Norcimbus software engineer, Peter Golde, uses Siemens' TIA Portal to customize features on this touchscreen PLC. The integration of the Portal makes configurations for customers' specifications more seamless and user friendly.
I'm becoming familiar with many of the Siemens packages / hardware, I have taken a few training classes and I am impressed with the big picture stance that they are taking. TIA Portal still has a bit of growing up to do before it can perform all of the tasks that the older software packages could do, but it's on the way and the integration is really nice. Plus, they actually sell a reasonably priced industrial Ethernet switch.
We also use a lot of Allen-Bradley / Rockwell Automation stuff here and one of the big differences is support. The A-B people won't even talk to you unless you have a support contract, or open a P.O. for each telephone call. Siemens on the other hand will talk to you for free if you're using their equipment. I like the equipment from both companies, but the Siemens support really does make a difference sometimes.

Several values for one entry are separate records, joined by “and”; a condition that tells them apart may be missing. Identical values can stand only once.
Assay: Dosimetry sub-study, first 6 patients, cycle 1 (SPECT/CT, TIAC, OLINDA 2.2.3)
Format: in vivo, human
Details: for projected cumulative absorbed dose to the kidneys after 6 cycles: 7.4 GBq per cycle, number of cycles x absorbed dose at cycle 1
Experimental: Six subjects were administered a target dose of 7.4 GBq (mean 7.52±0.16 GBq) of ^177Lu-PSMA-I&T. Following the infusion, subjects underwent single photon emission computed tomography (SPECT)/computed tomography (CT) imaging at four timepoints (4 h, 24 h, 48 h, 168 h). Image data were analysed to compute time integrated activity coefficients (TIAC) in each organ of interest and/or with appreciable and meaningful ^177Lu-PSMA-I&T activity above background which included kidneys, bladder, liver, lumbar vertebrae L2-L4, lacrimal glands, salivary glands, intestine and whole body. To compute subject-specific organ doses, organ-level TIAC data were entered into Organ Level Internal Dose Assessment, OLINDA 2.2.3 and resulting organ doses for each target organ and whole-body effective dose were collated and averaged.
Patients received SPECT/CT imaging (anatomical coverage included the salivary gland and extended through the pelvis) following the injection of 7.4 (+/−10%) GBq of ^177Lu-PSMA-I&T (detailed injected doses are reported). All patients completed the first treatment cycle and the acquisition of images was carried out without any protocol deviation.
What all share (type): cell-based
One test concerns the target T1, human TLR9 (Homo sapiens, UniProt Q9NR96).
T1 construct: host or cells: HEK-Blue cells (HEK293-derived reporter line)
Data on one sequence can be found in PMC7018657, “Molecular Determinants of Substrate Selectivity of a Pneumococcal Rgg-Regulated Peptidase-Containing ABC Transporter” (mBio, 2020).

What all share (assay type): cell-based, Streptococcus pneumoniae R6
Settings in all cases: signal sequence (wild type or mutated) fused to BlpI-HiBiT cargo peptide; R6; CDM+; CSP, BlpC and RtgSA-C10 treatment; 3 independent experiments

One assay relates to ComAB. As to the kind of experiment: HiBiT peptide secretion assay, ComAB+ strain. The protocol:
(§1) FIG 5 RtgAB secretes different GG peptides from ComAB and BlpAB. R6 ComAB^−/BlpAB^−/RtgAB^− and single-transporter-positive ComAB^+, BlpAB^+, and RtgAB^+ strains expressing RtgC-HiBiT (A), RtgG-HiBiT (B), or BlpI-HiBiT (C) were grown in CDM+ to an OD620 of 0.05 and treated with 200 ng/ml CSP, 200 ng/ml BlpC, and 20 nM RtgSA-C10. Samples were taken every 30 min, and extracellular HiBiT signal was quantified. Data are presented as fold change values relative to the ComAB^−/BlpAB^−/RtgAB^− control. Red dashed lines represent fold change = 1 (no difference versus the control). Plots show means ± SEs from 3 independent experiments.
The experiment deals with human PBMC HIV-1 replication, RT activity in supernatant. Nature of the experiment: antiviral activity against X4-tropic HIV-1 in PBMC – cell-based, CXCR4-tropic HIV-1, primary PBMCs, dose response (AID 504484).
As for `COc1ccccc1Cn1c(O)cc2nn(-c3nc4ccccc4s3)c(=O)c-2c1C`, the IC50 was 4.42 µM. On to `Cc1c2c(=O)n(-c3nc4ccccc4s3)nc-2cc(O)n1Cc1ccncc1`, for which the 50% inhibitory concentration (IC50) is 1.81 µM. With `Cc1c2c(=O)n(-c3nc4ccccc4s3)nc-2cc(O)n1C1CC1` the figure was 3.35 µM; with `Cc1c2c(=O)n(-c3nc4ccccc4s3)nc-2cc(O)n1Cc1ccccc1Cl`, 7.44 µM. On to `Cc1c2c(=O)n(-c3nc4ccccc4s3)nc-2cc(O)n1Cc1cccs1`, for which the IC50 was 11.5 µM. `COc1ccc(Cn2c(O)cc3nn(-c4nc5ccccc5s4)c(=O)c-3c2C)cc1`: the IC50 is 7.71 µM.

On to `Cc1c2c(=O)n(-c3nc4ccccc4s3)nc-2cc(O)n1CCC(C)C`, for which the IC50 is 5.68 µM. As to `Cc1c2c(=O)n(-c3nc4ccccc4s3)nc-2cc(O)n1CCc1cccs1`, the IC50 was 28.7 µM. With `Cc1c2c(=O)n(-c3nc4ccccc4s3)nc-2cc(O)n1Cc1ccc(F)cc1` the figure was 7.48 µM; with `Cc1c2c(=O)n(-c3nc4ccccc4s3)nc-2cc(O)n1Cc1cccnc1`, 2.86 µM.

This is the same argument that IBM has made in the past. They are trying to get back to it. The advantage is that the vendor has a long history of supporting their products and handling long life cycle situations. They also have a large and extensive support organization. Companies that fit this category also are sensitive to the fact that they can put at risk future sales if they do not respond. This is important in so many industries, none more so than industrial control. Yes, with digital components and standards it is possible to cobble together a solution, but that requires more expense on the customer side.
Altair has released an update of its HyperWorks computer-aided engineering simulation suite that includes new features focusing on four key areas of product design: performance optimization, lightweight design, lead-time reduction, and new technologies.
At IMTS last week, Stratasys introduced two new multi-materials PolyJet 3D printers, plus a new UV-resistant material for its FDM production 3D printers. They can be used in making jigs and fixtures, as well as prototypes and small runs of production parts.
In a line of ultra-futuristic projects, DARPA is developing a brain microchip that will help heal the bodies and minds of soldiers. A final product is far off, but preliminary chips are already being tested.
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